The Volunteer and Service-Learning Center’s annual Hunger Banquet, held in February, will educate university students and community members on local, national and global poverty.
According to the 2010 Census, 11.4 percent of Utah’s population lives below the poverty line. Utah County was at 12.8 percent, putting it in the top 10 most impoverished counties in the state. The continued flailing economy has only increased the percentage over the last three years to a calculated 13.5 percent in Utah County alone.
Utah has one of the highest percentages of children living in high-poverty areas in the United States. Since 2000 it has grown 80 percent in comparison to the 25 percent increase in the country. The Hunger Banquet will provide insight not only into the problem of poverty, but to the solutions available.
In the past the banquet has drawn around 200 participants, who were randomly assigned an economic status upon arrival. That status would then determine their meal experience.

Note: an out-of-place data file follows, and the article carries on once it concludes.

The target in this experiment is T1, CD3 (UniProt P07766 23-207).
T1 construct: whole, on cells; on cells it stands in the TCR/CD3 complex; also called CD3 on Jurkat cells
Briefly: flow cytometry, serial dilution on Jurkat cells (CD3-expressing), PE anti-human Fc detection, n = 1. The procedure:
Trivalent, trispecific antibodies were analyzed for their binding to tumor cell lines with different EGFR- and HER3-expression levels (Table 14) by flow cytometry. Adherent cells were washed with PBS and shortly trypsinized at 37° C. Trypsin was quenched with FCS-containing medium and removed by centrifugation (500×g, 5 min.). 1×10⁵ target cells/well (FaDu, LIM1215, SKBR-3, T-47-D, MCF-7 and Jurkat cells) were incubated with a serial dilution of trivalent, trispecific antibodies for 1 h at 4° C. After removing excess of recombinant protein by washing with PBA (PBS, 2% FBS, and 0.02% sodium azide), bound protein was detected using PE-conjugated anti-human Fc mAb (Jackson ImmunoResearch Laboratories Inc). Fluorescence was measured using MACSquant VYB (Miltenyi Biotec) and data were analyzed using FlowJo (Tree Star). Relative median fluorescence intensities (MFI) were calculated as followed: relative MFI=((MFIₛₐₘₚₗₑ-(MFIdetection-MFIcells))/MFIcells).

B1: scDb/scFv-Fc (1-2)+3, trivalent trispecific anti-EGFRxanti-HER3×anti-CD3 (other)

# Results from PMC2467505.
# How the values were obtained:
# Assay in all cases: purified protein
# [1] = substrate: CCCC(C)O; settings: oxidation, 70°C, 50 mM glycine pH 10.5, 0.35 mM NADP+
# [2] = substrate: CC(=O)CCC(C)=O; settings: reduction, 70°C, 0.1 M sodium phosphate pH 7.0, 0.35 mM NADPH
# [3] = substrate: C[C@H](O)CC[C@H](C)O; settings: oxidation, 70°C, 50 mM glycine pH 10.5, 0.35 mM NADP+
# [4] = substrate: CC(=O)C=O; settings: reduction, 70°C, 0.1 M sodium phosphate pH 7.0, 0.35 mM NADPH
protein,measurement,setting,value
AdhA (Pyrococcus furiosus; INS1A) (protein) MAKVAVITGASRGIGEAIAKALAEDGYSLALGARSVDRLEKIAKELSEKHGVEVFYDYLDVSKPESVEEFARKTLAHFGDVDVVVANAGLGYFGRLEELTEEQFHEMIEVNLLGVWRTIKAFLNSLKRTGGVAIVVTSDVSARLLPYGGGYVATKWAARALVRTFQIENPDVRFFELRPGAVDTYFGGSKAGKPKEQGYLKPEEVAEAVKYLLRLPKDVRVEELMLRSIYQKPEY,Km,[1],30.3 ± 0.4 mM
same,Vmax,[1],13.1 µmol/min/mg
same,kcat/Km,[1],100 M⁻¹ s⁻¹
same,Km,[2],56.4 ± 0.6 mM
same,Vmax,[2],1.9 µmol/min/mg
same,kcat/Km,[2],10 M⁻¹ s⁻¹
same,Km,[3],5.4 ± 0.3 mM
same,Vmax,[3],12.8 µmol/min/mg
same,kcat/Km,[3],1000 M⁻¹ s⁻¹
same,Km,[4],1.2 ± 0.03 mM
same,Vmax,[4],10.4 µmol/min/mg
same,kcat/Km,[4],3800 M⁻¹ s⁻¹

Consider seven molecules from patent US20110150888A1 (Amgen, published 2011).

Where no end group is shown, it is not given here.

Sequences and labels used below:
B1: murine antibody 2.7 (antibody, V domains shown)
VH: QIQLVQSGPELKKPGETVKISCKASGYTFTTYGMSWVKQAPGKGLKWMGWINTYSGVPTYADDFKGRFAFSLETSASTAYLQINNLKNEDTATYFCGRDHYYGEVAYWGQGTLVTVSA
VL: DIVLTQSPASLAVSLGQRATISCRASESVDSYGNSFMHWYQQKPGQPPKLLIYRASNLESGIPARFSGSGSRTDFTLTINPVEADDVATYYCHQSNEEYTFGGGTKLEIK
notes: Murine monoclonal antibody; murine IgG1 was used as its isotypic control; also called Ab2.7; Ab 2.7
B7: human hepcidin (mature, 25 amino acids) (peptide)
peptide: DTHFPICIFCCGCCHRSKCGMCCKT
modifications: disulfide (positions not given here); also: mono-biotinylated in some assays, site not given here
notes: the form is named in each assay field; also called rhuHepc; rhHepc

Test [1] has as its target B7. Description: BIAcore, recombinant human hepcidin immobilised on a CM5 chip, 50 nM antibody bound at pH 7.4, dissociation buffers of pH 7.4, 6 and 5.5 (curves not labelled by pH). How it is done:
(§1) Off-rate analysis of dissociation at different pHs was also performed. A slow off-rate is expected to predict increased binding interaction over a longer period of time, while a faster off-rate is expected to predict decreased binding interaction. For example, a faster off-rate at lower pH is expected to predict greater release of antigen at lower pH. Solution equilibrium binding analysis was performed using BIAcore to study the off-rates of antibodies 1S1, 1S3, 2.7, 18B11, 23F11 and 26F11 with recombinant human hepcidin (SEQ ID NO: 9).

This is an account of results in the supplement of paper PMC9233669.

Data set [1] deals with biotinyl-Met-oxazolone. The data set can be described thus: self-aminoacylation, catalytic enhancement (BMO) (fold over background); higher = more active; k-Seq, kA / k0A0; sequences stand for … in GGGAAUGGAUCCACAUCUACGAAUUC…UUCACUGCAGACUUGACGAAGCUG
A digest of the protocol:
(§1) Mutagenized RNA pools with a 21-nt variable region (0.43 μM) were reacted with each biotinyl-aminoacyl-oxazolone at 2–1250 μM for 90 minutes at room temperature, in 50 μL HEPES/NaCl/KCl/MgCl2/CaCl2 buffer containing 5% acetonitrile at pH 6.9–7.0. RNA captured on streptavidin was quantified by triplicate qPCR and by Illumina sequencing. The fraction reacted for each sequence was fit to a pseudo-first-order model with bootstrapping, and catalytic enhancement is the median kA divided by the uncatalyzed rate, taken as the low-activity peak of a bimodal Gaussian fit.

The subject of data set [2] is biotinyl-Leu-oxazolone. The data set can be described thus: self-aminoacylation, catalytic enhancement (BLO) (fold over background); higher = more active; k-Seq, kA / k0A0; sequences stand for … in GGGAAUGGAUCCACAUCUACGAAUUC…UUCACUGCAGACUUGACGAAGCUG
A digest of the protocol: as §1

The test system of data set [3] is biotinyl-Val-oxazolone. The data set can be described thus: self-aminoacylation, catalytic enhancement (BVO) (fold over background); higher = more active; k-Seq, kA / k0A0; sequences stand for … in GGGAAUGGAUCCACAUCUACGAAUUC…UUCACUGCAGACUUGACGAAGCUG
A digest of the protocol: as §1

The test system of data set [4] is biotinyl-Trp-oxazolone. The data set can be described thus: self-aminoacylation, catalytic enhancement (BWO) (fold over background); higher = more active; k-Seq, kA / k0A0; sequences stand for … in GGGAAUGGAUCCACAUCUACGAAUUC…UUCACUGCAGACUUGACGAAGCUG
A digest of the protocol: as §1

The upper class would be served a four-course meal on fine linen with silverware to match the dining experience of the financial elite. The participants assigned to the middle class were served pizza and soda to mimic the diet of an average middle-income family. Those assigned the lowest class were asked to eat rice and beans on the floor. The percentage of high, middle and lower class tickets reflect the percentages of those socioeconomic classes in the United States.
The Hunger Banquet will be held Feb. 21 from 6:30 to 8:30 p.m. in the Grand Ballroom. Tickets will be available in early February. UVU Review